Title IX was passed in 1972. While many people interpreted the legislation as primarily to achieve equality in athletics in educational institutions, of course, it addresses far more than athletics: “Section 1681. Sex: (a) Prohibition against discrimination. No person in the United States shall, on the basis of sex, be excluded from participation in, be denied the benefits of, or be subjected to discrimination under any education program or activity receiving Federal financial assistance” (with a list of exceptions). The principal punishment for Title IX violation is the removal of federal funding from the particular educational institution. Since 1972, not one school has lost funds, and so we might question interpretation and enforcement of Title IX across the board, and especially in athletics. (*See this 2014 HuffPost piece; this 2014 MSNBC post; this NCAA Title IX FAQ post). For as much gender-based discrimination, harassment, and retaliation as exist in our United States schools, the law is still stacked against any individual who comes forward.
The NCAA lists the three ways in which Title IX applies to athletics: participation opportunities; scholarships; and the “laundry list.” The Women’s Sports Foundation explains these three prongs very clearly here. On our local landscape, the questions of participation opportunities and the laundry list are the most problematic, as girls’ soccer and lacrosse compete for players, coaches, and practice space in the spring season, instead of being spread across fall and spring. I don’t know for sure, but I suspect this is to protect football practice and game space from the boys’ and girls’ soccer and lacrosse teams. This becomes a Title IX issue in that football becomes the biggest sports opportunity for fall-sport athletes.
The fall-spring division also has implications for the laundry list prong, which works to ensure equity in locker room, practice, and game spaces and scheduling, equipment allocation, medical training access, travel budgets, coaching, and publicity. If we did an audit of our local high school, we might well find that locker room spaces are unequal (I don’t know this; I’m just saying that an audit would be welcomed), that practice facilities and game times are squeezed due to the protection of football in the fall, that male coaches are paid more (I don’t know this; I’m just saying that assurances to the contrary would be welcomed), and that publicity efforts might favor boys’ sports teams in a few ways. Calling the boys “wildcats” and the girls “lady wildcats,” thus making the girls less representative of the whole school, constitutes one signal that not everyone is on the same page about equity in public school athletics and, by extension, public school education.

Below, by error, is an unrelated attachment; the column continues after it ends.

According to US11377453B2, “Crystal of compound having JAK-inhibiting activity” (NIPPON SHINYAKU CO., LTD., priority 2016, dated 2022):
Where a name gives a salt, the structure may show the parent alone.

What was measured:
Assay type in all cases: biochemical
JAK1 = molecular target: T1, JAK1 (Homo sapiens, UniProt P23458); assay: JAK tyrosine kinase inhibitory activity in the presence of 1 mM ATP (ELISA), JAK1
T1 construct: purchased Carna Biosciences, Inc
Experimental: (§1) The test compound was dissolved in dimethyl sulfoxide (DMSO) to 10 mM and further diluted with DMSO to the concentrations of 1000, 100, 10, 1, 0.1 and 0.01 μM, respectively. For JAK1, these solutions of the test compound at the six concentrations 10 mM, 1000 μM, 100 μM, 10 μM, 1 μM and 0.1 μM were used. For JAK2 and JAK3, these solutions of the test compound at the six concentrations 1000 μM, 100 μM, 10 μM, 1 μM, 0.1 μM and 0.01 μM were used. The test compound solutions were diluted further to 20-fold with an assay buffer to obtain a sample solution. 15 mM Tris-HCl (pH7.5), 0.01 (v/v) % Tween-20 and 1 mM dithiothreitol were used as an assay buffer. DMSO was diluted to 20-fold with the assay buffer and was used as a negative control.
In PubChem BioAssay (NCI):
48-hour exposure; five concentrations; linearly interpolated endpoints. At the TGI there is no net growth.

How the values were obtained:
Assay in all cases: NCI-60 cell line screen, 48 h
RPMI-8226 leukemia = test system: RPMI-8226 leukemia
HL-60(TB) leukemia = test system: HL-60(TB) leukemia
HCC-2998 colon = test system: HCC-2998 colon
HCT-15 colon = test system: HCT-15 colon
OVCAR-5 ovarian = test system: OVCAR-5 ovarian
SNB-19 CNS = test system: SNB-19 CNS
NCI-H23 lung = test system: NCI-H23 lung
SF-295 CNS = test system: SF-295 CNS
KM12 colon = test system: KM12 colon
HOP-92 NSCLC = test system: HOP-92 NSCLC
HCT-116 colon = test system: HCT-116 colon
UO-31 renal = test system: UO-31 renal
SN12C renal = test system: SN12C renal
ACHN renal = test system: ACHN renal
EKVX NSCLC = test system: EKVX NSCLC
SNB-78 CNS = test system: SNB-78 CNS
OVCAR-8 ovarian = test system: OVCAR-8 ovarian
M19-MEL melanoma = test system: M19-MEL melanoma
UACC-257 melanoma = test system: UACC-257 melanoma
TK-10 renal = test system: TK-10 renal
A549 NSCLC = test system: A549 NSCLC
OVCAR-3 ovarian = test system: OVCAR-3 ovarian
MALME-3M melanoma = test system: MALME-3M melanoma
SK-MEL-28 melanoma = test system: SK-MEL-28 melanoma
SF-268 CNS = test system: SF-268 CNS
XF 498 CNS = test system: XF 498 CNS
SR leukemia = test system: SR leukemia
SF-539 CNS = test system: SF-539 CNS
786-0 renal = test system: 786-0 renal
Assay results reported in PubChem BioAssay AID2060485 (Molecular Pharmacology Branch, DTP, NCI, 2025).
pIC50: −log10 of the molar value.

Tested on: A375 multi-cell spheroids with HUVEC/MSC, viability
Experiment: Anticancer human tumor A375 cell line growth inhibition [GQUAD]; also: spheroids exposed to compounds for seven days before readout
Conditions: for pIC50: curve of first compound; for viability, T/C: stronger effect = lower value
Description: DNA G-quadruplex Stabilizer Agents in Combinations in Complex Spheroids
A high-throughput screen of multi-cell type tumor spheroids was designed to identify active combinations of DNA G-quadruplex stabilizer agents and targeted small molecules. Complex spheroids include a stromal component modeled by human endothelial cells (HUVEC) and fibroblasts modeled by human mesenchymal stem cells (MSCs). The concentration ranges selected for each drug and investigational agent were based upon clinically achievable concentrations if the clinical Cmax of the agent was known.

I have made ample allusion here to boys representing the universal and girls representing the “other,” the difference. Even if some girl-power ethos has girls and women reinforcing that “lady” mascots are to be cherished, the result brings us back to that message—girl athletes are perceived as other, lesser, and therefore less deserving of proper facilities, scheduling, and publicity. This becomes universally accepted, or at least tolerated. My partner teaches and coaches at our local high school. For many years, he has raised this issue of the girls bearing this other nickname and having game times that are less inviting to fans. The administration has been more responsive to these issues this year, varying practice and game times to be fairer to all involved, but still can’t seem to eliminate the use of “lady wildcats” over the loudspeaker at games and on jerseys. This is progress, for sure. We must keep in mind, though, that the compass north always points to man=universal and woman= other, and certain habits are extremely hard to undo.
No more Lady Whatevers, for whatever it’s worth.